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What Are Opportunistic Diseases?

January 2010

Opportunistic diseases are actually an entire group of diseases. By definition, an opportunistic disease is a disease that will most often make you sick given the "opportunity" of a damaged or weakened immune system (weakened because of AIDS, various forms of cancer or other causes). Because these illnesses most often appear when the immune system is damaged, they are NOT usually associated with recent HIV infection but usually occur years after infection.

Generally speaking, if you are exposed to an opportunistic disease, and you have a fully-functioning immune system, these illnesses will cause few, if any symptoms. If any symptoms are seen at all, they tend to be mild and of short duration. This is because a healthy immune system is able to successfully fight off the disease, or keep it under control.

Some diseases (like tuberculosis) can occur in anyone, regardless of their immune status, but are much more likely to cause illness and complications in persons with damaged/weakened immune systems.

Let me take this opportunity to list for you the diseases that meet the U.S. Centers for Disease Control and Prevention (CDC) surveillance definition of AIDS, when seen with documented HIV infection. You probably have never heard of most of these (let alone, are able to even pronounce them!). This is because when most people are infected with these diseases, their bodies are able to fight off the illness, often without any symptoms. Many of these are diseases that you are exposed to all of the time. If your immune system is functioning properly, the illness is fought off, or is put under control. However, if a person has a damaged/weakened immune system (from various causes), these diseases can cause symptoms or serious disease.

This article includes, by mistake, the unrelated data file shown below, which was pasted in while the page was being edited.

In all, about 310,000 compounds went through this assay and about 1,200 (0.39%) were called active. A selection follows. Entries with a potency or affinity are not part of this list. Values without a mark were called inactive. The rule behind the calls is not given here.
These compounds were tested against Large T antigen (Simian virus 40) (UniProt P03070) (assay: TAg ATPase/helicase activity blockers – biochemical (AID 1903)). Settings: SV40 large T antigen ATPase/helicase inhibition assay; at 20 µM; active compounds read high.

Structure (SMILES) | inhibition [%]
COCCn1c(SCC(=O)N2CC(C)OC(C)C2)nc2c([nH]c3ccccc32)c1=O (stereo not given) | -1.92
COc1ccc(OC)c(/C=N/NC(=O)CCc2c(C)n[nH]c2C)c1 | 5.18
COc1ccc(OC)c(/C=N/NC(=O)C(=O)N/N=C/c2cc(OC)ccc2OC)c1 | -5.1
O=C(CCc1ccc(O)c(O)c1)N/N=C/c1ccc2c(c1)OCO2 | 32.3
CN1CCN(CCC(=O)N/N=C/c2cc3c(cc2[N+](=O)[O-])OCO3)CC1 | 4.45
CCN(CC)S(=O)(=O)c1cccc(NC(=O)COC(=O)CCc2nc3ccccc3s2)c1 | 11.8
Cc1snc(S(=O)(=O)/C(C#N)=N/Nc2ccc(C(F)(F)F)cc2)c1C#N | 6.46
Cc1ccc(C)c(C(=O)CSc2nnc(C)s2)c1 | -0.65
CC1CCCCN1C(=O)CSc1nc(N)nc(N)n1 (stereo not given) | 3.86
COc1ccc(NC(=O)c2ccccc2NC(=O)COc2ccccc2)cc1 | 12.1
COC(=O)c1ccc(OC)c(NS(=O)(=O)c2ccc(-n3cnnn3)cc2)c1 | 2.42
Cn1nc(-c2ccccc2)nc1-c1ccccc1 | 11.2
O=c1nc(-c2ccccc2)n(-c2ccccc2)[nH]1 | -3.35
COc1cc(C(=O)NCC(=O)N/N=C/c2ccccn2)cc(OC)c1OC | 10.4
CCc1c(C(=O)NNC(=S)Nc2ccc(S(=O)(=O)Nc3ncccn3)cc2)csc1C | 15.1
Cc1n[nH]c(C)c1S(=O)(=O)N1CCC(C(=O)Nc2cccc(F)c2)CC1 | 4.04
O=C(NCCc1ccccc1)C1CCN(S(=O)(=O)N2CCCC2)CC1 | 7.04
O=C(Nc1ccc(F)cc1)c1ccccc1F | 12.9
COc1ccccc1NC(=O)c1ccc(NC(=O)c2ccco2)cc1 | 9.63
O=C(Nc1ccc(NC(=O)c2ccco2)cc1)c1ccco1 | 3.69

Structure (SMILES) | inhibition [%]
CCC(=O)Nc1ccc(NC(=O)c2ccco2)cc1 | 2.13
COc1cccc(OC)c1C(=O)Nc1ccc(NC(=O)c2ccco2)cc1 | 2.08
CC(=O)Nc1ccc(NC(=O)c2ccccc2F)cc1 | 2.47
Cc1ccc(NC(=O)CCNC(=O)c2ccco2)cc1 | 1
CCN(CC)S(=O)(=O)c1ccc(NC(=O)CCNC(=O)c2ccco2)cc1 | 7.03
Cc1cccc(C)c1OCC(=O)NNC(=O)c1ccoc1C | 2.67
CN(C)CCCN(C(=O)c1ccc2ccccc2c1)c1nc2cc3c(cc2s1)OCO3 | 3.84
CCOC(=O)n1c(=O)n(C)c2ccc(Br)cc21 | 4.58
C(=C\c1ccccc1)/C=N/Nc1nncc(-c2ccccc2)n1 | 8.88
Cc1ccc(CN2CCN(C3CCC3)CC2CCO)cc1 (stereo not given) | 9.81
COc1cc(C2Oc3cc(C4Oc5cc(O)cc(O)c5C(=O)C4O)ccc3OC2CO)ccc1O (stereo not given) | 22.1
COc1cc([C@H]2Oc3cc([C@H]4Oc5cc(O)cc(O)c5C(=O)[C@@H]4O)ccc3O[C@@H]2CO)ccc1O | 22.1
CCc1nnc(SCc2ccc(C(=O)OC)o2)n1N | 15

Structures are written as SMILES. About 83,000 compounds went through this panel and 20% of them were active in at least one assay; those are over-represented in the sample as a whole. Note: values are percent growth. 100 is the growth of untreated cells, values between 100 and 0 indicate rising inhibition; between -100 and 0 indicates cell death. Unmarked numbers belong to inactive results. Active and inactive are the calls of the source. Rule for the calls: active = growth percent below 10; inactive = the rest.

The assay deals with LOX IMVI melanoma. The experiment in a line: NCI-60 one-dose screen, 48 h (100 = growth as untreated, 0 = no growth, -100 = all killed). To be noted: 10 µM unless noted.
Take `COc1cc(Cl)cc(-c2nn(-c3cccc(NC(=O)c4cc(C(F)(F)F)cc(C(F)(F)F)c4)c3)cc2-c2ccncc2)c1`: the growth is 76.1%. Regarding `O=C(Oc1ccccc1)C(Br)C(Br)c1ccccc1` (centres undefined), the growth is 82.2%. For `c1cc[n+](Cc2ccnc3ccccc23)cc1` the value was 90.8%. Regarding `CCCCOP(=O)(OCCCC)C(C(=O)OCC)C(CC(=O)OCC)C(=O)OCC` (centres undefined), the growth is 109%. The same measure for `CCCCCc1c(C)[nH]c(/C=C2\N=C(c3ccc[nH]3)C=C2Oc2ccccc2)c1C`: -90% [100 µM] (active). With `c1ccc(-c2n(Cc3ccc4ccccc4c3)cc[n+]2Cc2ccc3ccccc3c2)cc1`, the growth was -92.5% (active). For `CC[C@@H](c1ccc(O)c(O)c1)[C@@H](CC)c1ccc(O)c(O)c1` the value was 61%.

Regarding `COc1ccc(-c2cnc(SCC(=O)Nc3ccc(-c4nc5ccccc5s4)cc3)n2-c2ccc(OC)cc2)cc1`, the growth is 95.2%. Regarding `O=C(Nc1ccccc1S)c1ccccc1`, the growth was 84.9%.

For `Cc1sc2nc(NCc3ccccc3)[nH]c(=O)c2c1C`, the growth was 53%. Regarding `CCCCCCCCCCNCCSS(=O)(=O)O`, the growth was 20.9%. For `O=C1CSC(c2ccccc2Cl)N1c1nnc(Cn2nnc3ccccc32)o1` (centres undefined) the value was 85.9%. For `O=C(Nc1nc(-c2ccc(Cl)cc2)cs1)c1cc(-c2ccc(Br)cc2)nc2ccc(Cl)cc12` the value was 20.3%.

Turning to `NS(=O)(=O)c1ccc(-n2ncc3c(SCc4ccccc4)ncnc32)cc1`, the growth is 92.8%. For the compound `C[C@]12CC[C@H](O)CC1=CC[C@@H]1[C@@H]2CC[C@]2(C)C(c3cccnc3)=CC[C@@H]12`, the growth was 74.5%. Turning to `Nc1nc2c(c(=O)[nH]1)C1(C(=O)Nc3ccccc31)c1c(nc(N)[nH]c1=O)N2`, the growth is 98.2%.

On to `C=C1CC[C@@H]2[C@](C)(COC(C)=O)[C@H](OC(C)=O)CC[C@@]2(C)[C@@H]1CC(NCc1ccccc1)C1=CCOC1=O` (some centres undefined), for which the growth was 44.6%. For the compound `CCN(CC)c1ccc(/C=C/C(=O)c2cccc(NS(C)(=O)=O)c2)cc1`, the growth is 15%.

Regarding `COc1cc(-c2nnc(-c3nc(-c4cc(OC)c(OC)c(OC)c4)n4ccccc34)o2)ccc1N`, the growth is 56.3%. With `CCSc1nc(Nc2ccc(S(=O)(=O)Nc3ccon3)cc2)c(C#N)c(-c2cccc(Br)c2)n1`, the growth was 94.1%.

The following are AIDS-defining diseases (in persons with documented HIV infection):


The following are other AIDS-defining conditions, in persons with documented HIV infection:

  • CD4 cell count less than 200
  • CD4 cell count less than 14%


The following are some medical conditions that MAY indicate a problem with the immune system, but are NOT AIDS defining:

  • Candidiasis in the mouth (thrush)
  • Oral Hairy Leukoplakia
  • Microspordium in the intestines lasting for more than one month
  • Other illnesses of unusual severity or duration.


Remember, ALL of these illnesses and conditions can also be found in people with other problems of the immune system, unrelated to HIV or AIDS. Therefore being diagnosed with any of these illnesses or conditions, by themselves, does NOT specifically indicate HIV infection or AIDS. ONLY a doctor can diagnose these illnesses and conditions. None of these diseases or conditions can be diagnosed by symptoms alone. All of these must be diagnosed by laboratory tests. If a person has one of these illnesses, but does not have HIV, they do not meet the CDC surveillance definition of AIDS. Remember, there are many other medical conditions that can also cause immune system problems.


Do you want more information on HIV, AIDS, other sexually transmitted diseases or safer sex? Contact the U.S. Centers for Disease Control Health Line, open 24 hours a day, seven days a week, at 1-800-232-4636. Or visit The Body's Safe Sex and Prevention Forum.

Until next time . . . Work hard, play hard, play safe, stay sober!



  
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This article was provided by Rick Sowadsky, M.S.P.H..
 
See Also
Strategies for Managing Opportunistic Infections
More on Opportunistic Infections & Complications

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